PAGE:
Experiments and simulations of a travelling wave state of incompressible Newtonian flow in a curved duct of square cross-section are presented. The travelling wave mode develops from the well-documented steady four-cell flow state and is characterized by oscillations of the two Dean vortices near the centre of the outer wall.
The oscillations were induced by a carefully positioned pin at 5° from the inlet of the curved section along the symmetry line of the cross-section. It was shown that the travelling wave state is characteristic for curved duct flow and that the pin made it possible to observe the oscillations within the 270° long curved duct. Travelling waves were observed at flow rates above Dn = 170 (Dn = Re/(R/a)1/2, where Re is the Reynolds number, R is the radius of curvature of the duct and a is the duct dimension. The curvature ratio, R/a, is 15.1).
If no other disturbances are imposed, the oscillations are the result of the selective amplification of random disturbances in the flow, leading to a broad frequency spectrum. The travelling wave was found to lock in to an imposed periodic disturbance at a selected frequency. The flow structure of the locked state was investigated in detail, using flow visualization and a one-component laser Doppler anemometer to measure streamwise or spanwise velocities. Direct numerical simulations using the package CFDS-FLOW3D are in very good agreement with the experiments and confirm the existence of a fully developed, streamwise-periodic travelling wave state.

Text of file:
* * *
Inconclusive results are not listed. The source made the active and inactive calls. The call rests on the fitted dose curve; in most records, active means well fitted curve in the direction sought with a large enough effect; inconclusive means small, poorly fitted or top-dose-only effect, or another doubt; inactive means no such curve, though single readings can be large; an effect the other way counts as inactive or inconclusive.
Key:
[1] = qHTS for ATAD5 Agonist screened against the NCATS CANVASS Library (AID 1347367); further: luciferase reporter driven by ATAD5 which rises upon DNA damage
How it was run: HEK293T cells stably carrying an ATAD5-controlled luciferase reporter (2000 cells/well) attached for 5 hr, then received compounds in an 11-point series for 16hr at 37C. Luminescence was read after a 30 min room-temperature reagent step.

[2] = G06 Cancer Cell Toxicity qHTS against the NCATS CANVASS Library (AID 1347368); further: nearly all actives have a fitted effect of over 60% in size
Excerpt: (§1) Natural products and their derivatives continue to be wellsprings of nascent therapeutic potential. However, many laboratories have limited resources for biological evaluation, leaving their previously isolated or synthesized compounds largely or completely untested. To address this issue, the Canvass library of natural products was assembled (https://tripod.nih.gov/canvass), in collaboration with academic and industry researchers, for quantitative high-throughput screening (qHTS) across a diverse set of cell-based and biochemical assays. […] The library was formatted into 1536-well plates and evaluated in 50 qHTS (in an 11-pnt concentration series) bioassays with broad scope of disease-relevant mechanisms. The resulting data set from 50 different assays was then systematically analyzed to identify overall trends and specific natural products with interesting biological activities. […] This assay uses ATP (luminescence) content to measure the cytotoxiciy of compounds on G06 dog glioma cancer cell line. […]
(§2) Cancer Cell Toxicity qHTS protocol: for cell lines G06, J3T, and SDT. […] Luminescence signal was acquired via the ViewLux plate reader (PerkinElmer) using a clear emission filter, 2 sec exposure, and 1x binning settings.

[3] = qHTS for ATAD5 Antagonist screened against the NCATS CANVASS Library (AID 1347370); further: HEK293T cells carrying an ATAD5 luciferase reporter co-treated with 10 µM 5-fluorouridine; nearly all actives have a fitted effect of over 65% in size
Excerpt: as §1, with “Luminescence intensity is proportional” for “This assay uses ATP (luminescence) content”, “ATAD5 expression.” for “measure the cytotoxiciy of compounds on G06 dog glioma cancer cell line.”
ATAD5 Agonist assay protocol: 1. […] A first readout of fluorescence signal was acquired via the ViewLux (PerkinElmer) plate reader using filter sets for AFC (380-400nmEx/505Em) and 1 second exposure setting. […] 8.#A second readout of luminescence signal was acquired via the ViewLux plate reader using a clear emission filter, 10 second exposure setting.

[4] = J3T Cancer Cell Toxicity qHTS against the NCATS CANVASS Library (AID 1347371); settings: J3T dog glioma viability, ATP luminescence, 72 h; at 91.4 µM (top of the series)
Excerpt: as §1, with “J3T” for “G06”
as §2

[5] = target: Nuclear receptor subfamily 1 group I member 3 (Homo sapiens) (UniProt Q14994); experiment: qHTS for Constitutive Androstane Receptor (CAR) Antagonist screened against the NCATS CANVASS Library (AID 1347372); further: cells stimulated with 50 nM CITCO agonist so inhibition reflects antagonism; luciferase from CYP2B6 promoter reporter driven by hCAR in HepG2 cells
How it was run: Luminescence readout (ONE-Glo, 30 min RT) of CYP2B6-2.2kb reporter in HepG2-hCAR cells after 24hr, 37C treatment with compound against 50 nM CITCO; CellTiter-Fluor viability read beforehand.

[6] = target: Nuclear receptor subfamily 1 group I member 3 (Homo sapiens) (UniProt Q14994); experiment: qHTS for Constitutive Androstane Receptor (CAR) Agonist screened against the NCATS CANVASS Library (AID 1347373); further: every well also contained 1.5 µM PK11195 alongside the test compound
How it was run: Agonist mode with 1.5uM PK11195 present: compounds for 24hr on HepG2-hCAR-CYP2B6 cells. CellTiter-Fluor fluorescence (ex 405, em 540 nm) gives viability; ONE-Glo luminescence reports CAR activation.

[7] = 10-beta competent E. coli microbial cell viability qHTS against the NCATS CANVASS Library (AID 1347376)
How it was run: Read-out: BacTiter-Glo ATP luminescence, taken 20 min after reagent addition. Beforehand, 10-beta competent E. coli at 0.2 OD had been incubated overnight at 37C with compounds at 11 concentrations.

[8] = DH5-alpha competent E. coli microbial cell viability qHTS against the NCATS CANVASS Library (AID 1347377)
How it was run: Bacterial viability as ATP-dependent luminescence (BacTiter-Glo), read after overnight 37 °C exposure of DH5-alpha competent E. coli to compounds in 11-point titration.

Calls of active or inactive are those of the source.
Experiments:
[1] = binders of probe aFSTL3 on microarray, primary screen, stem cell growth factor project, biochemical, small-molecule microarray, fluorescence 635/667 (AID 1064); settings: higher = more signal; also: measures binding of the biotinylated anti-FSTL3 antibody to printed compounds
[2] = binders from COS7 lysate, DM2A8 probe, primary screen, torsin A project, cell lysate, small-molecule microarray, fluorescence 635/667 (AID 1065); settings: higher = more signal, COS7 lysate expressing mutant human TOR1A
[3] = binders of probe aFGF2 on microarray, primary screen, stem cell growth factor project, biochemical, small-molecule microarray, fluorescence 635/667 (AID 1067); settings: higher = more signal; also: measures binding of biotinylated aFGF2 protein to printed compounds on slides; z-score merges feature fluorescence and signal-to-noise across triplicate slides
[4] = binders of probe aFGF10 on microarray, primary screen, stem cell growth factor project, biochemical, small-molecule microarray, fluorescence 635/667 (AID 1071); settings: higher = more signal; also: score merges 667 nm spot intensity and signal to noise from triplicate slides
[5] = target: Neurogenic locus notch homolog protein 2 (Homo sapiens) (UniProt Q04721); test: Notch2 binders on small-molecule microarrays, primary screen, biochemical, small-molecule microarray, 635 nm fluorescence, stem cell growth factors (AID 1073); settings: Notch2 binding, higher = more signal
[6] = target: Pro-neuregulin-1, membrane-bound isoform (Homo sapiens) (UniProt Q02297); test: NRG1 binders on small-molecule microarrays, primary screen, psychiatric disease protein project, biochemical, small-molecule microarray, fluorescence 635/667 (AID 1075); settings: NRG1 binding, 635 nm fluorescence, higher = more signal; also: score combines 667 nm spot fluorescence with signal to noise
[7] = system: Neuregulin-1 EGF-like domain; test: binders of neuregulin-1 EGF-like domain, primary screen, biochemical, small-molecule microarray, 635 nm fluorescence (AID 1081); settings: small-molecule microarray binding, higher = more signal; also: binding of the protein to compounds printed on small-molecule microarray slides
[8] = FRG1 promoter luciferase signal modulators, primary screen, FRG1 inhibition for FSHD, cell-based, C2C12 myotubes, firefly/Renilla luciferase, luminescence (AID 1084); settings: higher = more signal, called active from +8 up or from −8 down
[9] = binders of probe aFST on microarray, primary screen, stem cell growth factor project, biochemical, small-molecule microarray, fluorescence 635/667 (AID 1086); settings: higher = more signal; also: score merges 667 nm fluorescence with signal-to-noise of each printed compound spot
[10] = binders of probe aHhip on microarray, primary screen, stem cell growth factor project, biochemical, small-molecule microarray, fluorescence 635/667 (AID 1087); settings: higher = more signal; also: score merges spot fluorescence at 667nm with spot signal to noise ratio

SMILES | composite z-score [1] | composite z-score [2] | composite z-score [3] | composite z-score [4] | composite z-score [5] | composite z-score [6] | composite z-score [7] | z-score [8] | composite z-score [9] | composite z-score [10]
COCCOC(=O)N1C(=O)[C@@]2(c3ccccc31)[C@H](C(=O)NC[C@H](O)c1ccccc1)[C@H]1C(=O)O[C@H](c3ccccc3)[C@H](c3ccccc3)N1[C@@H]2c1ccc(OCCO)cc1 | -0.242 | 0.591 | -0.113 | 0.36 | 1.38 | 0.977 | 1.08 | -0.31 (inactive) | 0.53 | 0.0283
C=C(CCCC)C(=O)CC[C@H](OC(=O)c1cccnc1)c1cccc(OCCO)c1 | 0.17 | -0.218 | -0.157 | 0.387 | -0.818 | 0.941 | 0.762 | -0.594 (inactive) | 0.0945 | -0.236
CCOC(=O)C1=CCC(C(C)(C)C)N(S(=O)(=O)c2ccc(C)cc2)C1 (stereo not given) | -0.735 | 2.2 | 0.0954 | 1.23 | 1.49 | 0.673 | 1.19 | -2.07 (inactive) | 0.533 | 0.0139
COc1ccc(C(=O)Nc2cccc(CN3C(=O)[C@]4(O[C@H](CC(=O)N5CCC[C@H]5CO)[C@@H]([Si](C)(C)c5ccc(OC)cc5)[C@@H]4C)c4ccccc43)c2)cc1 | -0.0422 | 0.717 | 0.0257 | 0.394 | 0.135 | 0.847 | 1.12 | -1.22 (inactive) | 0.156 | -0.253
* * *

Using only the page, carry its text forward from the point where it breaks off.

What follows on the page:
The inflow region between the two Dean vortices, which transports low-speed fluid away from the outer wall, creates strongly inflectional spanwise profiles of the streamwise velocity. Similarities with twisting vortices in a curved channel and sinuous oscillations of Görtler vortices show that the travelling waves observed here result from a secondary shear instability of these spanwise inflectional profiles.